Massachusetts Gov. Charlie Baker issued a ban, effective at midnight, on non-essential motor vehicle travel., The Boston Globe reported. The MBTA will close after midnight and will have no service on Tuesday.

    Connecticut Gov. Dan Malloy issued a statewide travel ban beginning at 9 p.m. Monday when the storm is expected to be at its heaviest. Malloy told reporters Monday the blizzard could potentially be a record-setter and urged all residents to stay indoors. He said that if residents lose power, they will likely be without it for "several days."

    "It is imperative that you have a plan in place to get home safely this evening before the heavy snow begins and remain there for the duration of the storm," Malloy said Monday morning.

    In New York, Cuomo told reporters that crews were prepared with 750 plows and 50 pounds of salt to handle the snowfall, expected to reach as much as 18-24 inches. New York City subways will be restricted to limited service after 7 p.m. and Metro North and Long Island Railroad lines will be shut down after 11 p.m.

    Throughout the area, road and utility crews were ready to plow and salt roads, as well as address possible power outages. John Latka, spokesman for PSE&G, which provides gas and electric service to much of New Jersey and parts of New York, called for patience from consumers in the event of outages.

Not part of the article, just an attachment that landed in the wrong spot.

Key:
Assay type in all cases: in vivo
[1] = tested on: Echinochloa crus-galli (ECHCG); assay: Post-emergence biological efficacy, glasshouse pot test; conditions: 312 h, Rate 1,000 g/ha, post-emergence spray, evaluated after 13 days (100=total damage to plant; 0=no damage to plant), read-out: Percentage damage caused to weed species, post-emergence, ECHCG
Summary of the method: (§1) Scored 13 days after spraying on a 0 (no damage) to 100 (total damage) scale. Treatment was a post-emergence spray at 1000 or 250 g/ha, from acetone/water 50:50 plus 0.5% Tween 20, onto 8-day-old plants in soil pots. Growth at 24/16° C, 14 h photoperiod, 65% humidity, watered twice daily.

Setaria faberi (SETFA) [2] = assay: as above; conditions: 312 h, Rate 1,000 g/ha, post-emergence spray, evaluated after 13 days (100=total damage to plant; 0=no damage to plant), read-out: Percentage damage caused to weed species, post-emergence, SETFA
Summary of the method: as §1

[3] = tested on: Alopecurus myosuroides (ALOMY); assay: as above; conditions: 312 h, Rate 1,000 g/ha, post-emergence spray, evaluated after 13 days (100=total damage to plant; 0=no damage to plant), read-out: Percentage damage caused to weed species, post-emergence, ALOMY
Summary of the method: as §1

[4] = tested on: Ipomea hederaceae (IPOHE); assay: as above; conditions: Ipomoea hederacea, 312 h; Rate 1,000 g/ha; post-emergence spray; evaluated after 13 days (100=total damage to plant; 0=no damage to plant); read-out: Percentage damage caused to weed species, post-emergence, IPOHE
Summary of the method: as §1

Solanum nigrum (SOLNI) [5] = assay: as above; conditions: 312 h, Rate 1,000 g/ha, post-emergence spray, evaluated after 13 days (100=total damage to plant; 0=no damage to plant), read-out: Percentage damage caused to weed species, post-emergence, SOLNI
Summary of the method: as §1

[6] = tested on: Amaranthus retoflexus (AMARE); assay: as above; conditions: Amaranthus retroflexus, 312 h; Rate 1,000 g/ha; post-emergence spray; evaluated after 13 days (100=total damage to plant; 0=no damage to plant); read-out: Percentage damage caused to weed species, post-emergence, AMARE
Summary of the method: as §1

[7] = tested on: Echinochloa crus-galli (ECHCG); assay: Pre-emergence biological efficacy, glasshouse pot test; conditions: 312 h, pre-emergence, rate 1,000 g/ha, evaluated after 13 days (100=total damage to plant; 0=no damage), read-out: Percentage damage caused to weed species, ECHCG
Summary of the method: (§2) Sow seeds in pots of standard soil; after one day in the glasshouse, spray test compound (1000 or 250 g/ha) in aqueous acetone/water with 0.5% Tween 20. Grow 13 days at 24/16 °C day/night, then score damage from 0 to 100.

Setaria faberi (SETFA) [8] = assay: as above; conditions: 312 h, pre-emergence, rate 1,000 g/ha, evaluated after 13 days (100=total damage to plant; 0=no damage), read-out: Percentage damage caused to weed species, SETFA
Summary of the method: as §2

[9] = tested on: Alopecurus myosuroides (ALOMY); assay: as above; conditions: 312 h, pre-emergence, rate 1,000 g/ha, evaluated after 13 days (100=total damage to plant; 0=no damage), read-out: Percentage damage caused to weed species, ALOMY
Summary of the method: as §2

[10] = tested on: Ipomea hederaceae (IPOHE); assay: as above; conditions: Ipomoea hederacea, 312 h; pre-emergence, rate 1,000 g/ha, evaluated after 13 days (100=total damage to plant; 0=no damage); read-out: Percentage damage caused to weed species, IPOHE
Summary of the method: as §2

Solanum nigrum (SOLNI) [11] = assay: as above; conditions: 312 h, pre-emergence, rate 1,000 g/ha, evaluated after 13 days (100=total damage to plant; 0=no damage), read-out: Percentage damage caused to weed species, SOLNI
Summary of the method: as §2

“While snow by itself doesn’t normally pose a serious problem, heavy snow and strong winds can increase the possibility of downed wires and power outages,” Latka said. “These conditions will also make it difficult for our crews to get around and safely respond to any outages. We ask for our customers’ patience and cooperation as we work to restore service as quickly as possible.”

    De Blasio held up a list of the city’s top 10 snowstorms and said this one could land at the top of a list that goes back to 1872 and includes the 26.9 inches that fell in 2006. "Don't underestimate this storm. Prepare for the worst," he said as he urged residents to plan to leave work early Monday.

    "This could be a storm the likes of which we have never seen before," he said at a news conference Sunday.

    Elsewhere in the region, Boston is expected to get 18 to 24 inches of snow, with up to 3 feet falling west of the city, and Philadelphia could see 14 to 18 inches, the weather service said. NWS lead forecaster Bob Oravec said that wind gusts of 75 mph or more are possible for coastal areas of Massachusetts, with gusts of up to 50 mph further inland.

    "We do anticipate very heavy snowfall totals," Oravec, told The Associated Press. "In addition to heavy snow, with blizzard warnings, there's a big threat of high, damaging winds, and that will be increasing Monday into Tuesday. A lot of blowing, drifting and such."

    One city likely to be spared large amounts of snowfall is Washington D.C., where forecasters expected only a coating or a bit more, with steadily increasing amounts as the storm moves north.